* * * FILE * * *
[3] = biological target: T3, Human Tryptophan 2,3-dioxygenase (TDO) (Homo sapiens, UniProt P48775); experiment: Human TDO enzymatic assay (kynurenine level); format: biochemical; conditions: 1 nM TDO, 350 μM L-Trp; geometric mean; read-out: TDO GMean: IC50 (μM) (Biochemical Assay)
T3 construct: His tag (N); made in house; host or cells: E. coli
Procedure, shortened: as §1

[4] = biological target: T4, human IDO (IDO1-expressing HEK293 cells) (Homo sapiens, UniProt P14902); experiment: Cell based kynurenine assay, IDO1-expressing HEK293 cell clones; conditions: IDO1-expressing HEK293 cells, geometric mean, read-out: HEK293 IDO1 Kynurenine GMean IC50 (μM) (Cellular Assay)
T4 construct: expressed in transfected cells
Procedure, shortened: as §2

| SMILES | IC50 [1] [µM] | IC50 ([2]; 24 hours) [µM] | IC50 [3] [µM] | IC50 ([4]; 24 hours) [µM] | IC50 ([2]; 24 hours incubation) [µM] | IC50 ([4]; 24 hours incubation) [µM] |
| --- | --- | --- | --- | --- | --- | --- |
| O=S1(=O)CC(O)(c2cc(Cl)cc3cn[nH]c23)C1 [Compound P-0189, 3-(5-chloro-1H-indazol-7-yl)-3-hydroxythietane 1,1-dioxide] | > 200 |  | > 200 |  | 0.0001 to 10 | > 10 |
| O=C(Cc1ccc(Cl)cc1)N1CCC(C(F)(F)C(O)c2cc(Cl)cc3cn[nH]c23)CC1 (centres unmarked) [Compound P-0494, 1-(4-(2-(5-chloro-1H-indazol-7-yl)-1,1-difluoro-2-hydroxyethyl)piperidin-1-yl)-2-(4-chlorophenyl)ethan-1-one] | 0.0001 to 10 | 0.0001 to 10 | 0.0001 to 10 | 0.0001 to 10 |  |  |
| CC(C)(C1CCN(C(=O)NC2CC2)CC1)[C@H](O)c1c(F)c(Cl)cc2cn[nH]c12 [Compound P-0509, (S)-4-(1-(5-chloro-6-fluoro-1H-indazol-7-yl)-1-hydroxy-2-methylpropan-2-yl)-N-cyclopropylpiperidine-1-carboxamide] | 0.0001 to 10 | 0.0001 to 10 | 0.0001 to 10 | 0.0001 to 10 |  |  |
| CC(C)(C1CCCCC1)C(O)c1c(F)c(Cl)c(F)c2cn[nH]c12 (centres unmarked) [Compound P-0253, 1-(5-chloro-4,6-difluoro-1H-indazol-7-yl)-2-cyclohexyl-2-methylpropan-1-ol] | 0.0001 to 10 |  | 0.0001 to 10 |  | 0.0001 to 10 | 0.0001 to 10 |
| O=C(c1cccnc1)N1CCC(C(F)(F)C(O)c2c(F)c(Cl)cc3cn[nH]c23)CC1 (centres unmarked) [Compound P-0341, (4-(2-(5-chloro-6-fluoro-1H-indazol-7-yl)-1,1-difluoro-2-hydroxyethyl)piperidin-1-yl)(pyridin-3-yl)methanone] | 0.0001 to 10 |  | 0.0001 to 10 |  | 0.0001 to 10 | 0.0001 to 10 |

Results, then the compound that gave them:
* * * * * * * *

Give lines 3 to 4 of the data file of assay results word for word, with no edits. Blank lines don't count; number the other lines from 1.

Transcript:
Procedure, shortened: as §1

[4] = biological target: T4, human IDO (IDO1-expressing HEK293 cells) (Homo sapiens, UniProt P14902); experiment: Cell based kynurenine assay, IDO1-expressing HEK293 cell clones; conditions: IDO1-expressing HEK293 cells, geometric mean, read-out: HEK293 IDO1 Kynurenine GMean IC50 (μM) (Cellular Assay)